first_imgThe ability to sense the environment is vital to all living things, and is a key characteristic that separates life from non-life.  The senses are not limited to the five we learn as children – sight, hearing, touch, taste, and smell.  In the animal kingdom there are more.  Some of them repurpose existing organs; some detect other information from the world not detectable with the normal sense organs.  In mammals, two very different animals – bats and dolphins – have expanded our understanding of sensation. Two papers in Science this week added to our understanding of echolocation in bats.  One paper explored how bats are able to separate target information from background clutter.  Bates, Simmons and Zorikov, writing in Science,1 experimented with “big brown bats” and found that they “exploit harmonics to distinguish clutter echoes from target echoes, sacrificing delay acuity to suppress masking.”  That ability would be amazing enough for a stationary target, but bats do this while flying rapidly through complex aural surroundings.  One would think from the researchers’ description that they are sophisticated audio engineers: “The key to how the bat recognizes weaker FM2 from lowpass filtering is an interaction between the amplitude of an echo and the timing, or latency, of the neural responses it evokes—an effect called amplitude-latency trading.” In the other paper in Science,2 Simon, Holderied, Koch and von Helversen discovered a neat cooperation between a nectar-eating bat and its host plant.  Targeting of the plant is enhanced by a specialized leaf that reflects the bat’s echoes like a satellite dish.  Science Daily showed a picture of the flower with the sonar dish right over the flowers.  This host plant lives in low abundance in the tropics, so it relies on the bat’s wide foraging range and excellent spatial memory.  By providing the bat with an echolocating enhancer, the plant has a 50% higher chance of being found.  The bat gets its energy drink, and the flower benefits from the pollination that occurs.  The shape of the leaf, therefore, serves a similar purpose to an echolocating bat that beautiful colors in flowers serve for daytime pollinators.  “Because of their peculiar shape and presentation, we hypothesize that these special leaves evolved as echo beacons that attract pollinating bats,” the authors said. M. Brock Fenton analyzed these two papers in the same issue of Science.3  Since echolocation was first discovered, he said, it has been a “gift that keeps on giving” as scientists learn more about it.  “The sophistication of bat echolocation is becoming increasingly apparent—they ‘design’ echolocation signals (by manipulating the frequency, intensity, and harmonics in their calls, for example) as well as their patterns of call production (such as call duration and time intervals between calls) in particular situations,” he said.  “Furthermore, the echolocation signal that one individual bat uses to collect information can simultaneously serve a communication function, allowing, for example, group members to remain in contact with one another.”  In addition, bats have to control their calls to outsmart rivals and to sneak up on prey that can hear the bats coming. Fenton ascribed the phenomena to “evolutionary arms race” and to “coevolutionary relationships,” but did not describe how these abilities might have arisen by random mutations.  “At what point in their evolution did echolocation appear?  How often did echolocation evolve in bats?” he asked, indicating that fundamental questions remain for evolutionists.  Reviewing the history of how bat echolocation was discovered, first suggested by Spallanzani in 1794, then confirmed by Donald Griffin in 1944, he added, “Simon et al. and Bates et al. have demonstrated that echolocation is a gift in research that keeps on giving, whether the study organisms are bats, birds, shrews, toothed whales, or even people.”  He was referring to experiments on blind people that show their enhanced ability to locate objects by sound. Dolphins and toothed whales are among the mammals with the sixth sense of echolocation, but now a seventh sense has been found in at least one species.  New Scientist reported that Guiana dolphins can sense electrical fields of their prey.  This species needs to forage in the murky coastal waters of its habitat and find prey at close range, where echolocation is less effective. Experiments by German scientists show that the sense organs are in pits corresponding to the whiskers of land mammals.  Live Science put it, “Through evolution, the dolphins have lost their whiskers, but kept the pores.”  Prime researcher Wolf Hanke from the University of Rostock also ascribed the ability to evolution.  Believing that electrical sensing also evolved in the duck-billed platypus and echidna, he reasoned that “it is relatively easy to evolve, to change mechanoreceptor organs into electroreceptors.” That opinion was not supported by any empirical evidence mentioned in the article. 1. Bates, Simmons and Zorikov, “Bats Use Echo Harmonic Structure to Distinguish Their Targets from Background Clutter,” Science, 29 July 2011: Vol. 333 no. 6042 pp. 627-630, DOI: 10.1126/science.1202065. 2. Simon, Holderied, Koch and von Helversen, “Floral Acoustics: Conspicuous Echoes of a Dish-Shaped Leaf Attract Bat Pollinators,” Science, 29 July 2011: Vol. 333 no. 6042 pp. 631-633, DOI: 10.1126/science.1204210. 3. M. Brock Fenton, “Ecology: The World Through a Bat’s Ear,” Science, 29 July 2011: Vol. 333 no. 6042 pp. 528-529, DOI: 10.1126/science.1209933 Such explanations ignore, even if it were possible to account for the reception of the information, the ability of the brain to interpret the signals and respond appropriately.  If a mutation suddenly gave your skin the ability to detect the hiss of distant quasars, would it cause you to become a cosmologist?  No; for one thing, unless the receptor were connected to nerves that traveled to an appropriate area of the brain, you would not even know about it.  For another, the hissing noise would be a defect that might distract you from getting married.  You would go extinct.  Even if you had offspring, the trait would be unlikely to become established in the population.  Signaling and functional response imply design. The two main papers barely mentioned evolution, but the scientists and reporters who did committed the common fallacy among evolutionists of saying these animals “evolved” this or “developed” that, as if they held a committee and said, “Fellow bats, we would have better luck hunting if we would just invent the ability to echolocate.”  This is the folly of personification, and it misrepresents neo-Darwinism, the intent of which was to eliminate teleology from science.  A bat or dolphin can no more “evolve” echolocation or electrical sensing than a rock can decide to evolve an office building.  If the Creator put into animals and plants the ability to adapt to changing environments, however, then the existence and subsequent enhancement of these innate abilities through microevolution make sense.  Read Randy Guliuzza’s ICR article “Natural Selection Is Not ‘Nature’s Design Process’’ where he describes such Darwinian explanations as cases of personification and circular reasoning.  If we force Darwinists to be faithful to their own theory, they would have to shut up, resulting in less fallacy and greater fascination at the design in living things.(Visited 164 times, 1 visits today)FacebookTwitterPinterestSave分享0last_img read more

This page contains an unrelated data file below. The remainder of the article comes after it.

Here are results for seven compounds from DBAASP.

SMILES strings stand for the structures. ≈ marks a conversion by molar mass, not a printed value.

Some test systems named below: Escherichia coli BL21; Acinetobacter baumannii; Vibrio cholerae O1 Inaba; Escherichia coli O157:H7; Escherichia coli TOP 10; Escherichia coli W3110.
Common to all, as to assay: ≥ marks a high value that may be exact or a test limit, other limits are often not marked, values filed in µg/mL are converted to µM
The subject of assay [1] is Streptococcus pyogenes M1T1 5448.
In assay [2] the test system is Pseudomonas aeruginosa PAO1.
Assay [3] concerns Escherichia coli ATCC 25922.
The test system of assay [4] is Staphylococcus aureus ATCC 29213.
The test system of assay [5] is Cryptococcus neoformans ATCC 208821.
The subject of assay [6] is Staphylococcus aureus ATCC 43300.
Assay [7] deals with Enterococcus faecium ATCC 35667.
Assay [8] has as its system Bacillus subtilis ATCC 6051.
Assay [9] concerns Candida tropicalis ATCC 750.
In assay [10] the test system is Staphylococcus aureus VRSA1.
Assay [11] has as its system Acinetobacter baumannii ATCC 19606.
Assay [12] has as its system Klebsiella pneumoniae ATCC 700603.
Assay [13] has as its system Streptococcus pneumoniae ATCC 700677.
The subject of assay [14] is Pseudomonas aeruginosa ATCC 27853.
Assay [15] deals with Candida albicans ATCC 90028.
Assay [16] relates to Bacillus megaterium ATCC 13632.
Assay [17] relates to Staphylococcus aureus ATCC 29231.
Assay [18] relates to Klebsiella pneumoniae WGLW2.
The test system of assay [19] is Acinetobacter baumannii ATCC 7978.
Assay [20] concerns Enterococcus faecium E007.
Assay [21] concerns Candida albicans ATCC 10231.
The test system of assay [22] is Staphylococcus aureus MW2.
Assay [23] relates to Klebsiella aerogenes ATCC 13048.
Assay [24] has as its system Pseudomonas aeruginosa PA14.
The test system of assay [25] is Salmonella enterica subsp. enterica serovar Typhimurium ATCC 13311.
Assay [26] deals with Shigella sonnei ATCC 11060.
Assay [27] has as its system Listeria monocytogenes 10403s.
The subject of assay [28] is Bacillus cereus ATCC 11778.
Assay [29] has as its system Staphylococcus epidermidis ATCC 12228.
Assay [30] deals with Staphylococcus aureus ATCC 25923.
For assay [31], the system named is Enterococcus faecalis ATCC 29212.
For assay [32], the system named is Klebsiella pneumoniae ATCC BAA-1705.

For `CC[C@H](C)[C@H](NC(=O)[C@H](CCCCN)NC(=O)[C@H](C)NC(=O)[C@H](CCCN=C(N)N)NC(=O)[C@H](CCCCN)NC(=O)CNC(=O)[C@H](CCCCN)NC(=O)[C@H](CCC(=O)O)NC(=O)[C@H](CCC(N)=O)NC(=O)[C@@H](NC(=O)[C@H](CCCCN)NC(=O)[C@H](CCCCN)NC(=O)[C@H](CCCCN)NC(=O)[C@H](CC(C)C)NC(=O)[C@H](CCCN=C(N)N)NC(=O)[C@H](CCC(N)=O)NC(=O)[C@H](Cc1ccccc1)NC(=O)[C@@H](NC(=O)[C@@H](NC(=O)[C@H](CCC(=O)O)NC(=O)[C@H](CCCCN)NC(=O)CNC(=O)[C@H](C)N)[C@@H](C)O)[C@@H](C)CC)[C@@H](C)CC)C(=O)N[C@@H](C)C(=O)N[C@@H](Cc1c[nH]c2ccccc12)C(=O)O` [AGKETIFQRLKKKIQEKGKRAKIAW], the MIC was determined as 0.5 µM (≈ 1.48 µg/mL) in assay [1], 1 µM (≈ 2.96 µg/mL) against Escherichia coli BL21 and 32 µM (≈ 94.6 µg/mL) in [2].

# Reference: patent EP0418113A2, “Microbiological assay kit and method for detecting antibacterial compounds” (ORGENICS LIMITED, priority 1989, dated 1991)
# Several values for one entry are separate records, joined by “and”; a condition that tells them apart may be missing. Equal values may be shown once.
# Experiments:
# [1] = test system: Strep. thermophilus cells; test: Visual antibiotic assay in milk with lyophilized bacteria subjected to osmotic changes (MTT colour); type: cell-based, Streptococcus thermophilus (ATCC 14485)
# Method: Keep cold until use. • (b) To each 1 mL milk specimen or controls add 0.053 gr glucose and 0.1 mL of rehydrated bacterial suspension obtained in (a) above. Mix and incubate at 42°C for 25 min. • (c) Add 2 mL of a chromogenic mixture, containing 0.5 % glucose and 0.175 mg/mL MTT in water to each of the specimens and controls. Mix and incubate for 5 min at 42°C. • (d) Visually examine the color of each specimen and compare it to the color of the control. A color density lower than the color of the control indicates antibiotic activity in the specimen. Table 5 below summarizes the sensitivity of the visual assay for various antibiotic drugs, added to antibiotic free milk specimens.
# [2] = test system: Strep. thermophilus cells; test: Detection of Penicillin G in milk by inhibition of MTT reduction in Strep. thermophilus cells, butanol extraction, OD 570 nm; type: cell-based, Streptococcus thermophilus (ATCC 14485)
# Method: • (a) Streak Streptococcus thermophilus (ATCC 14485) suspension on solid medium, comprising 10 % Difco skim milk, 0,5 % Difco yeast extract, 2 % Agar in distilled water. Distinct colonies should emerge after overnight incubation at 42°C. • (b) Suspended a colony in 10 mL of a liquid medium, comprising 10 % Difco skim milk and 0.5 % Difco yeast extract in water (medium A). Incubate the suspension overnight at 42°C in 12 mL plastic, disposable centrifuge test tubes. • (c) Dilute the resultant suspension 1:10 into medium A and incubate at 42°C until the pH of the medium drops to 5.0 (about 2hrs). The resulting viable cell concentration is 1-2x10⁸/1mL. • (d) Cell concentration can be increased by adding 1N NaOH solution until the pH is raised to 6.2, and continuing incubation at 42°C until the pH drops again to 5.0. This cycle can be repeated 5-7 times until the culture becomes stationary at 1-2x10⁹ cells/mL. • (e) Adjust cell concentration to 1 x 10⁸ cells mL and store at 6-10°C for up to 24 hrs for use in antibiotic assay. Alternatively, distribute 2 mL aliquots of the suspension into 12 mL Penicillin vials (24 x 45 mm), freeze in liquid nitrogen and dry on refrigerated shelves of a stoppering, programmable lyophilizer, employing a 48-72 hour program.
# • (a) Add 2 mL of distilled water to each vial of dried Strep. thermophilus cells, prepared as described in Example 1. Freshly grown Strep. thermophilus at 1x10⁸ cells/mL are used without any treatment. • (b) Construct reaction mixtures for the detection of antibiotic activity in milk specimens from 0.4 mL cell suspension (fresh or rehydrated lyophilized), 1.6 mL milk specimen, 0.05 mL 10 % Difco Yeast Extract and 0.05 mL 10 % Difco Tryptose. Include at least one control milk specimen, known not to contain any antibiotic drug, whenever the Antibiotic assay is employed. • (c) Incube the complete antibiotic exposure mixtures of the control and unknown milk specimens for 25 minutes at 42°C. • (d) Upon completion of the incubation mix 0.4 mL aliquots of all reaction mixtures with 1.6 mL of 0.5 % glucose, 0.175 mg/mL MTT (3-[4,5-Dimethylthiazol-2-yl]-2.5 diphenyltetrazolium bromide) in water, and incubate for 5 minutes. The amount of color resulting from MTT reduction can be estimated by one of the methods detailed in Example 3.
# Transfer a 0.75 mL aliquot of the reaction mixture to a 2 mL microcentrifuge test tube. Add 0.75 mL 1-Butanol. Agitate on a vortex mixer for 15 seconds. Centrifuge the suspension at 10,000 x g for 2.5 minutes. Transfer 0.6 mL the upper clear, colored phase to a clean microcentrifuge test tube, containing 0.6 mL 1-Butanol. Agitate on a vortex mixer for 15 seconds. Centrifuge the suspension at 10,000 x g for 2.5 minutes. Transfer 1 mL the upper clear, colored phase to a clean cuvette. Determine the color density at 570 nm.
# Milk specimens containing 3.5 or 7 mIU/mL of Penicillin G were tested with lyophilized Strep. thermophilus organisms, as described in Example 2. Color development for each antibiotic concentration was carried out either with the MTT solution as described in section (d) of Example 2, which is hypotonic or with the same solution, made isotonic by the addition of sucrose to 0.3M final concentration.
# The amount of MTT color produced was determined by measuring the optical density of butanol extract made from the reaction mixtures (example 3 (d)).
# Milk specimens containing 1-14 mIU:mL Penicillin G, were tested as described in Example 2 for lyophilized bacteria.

Winners: 2015 Agility Africa photo competition